What Are You Responsible For?

When it comes to keeping your vehicle in safe operating condition, you are ultimately responsible. You are a professional truck driver, and as so, it is incumbent upon you to ensure your vehicle’s operating components are in good working order.

The best way to stay in compliance and ensure safe operation is to:

  • Detect maintenance and repair needs as you travel.
  • Immediately refer maintenance and repair needs to the correct place for handling.
  • Always conduct a thorough pre- and post-trip inspection.
  • Never take shortcuts when inspecting pertinent components.
  • Ensure your annual vehicle inspection is always conducted on time.
  • If you think there may be a potential problem with your vehicle, immediately stop and check it out.

If you ever do discover problems on the road, remember to never get back behind the wheel if you aren’t satisfied with the results of your inspection. Both federal and state regulations mandate that you do not drive your vehicle if you are not satisfied it is in 100 percent safe operating condition.

What You Risk

If you don’t immediately report defects and deficiencies as soon as they are discovered can result in serious consequences, from a simple violation to a terrible accident. Do you want to risk it?

Breakdown costs encompass more than the mere repair. Every minute the truck is out of service, it isn’t being used to generate revenue for the fleet.

Here are just some of the costs associated with unnecessary breakdowns:

  • Towing costs;
  • Operator wages, meals, and lodging;
  • Rental vehicle costs;
  • Late delivery costs;
  • Lost customers, and;
  • Potential cargo transfer fees.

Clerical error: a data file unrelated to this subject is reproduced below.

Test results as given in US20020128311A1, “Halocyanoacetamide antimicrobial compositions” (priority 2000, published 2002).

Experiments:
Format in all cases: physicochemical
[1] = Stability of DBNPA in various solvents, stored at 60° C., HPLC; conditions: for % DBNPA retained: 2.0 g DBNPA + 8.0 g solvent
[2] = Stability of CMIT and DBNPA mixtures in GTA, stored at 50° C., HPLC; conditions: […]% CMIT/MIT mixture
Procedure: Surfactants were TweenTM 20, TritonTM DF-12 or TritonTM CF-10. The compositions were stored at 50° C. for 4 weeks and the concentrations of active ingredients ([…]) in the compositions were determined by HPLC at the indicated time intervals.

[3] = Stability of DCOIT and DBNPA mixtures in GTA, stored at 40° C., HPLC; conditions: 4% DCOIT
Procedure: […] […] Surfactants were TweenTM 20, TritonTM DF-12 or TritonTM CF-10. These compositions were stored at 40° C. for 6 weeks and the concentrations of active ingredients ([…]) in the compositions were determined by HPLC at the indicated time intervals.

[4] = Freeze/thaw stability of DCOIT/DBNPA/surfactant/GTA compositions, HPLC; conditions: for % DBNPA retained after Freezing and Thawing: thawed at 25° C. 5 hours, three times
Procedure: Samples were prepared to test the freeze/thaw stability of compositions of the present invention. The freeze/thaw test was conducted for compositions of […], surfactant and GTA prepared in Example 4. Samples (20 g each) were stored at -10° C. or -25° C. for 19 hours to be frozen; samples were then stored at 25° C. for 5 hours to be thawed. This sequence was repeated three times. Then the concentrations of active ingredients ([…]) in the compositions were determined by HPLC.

All of these impact your profitability. If a defective part winds up causing an accident, you can add insurance rates and potential litigation to those costs. Perhaps even citations and medical costs are a part of the equation. Could your operation survive it? Best not to take the chance and ensure you have a preventative maintenance program firmly in place.

How Electronic DVIRs Can Streamline Trucking Operations?

Have you heard of the Federal Motor Carrier Safety Administration’s (FMCSA) regulation governing driver vehicle inspection reports (DVIRs)? Complying with them is supposed to be a simple task.

To comply, they outline four simple steps:

  1. Truck drivers must conduct a pre- and post-trip inspection.
  2. Truck drivers must record all safety-related vehicle defects.
  3. Truck drivers must submit the reports to their fleet managers.
  4. Maintenance must be scheduled before the vehicle is returned to active service.

In reality, these steps are loosely followed. Either truck drivers are half-heartedly scribbling nothing while management takes its time acting on any reported issues. Curious as to how we come by that information? Just take a look at the share of maintenance violations bulging the FMCSA’s Compliance, Safety, Accountability program metrics.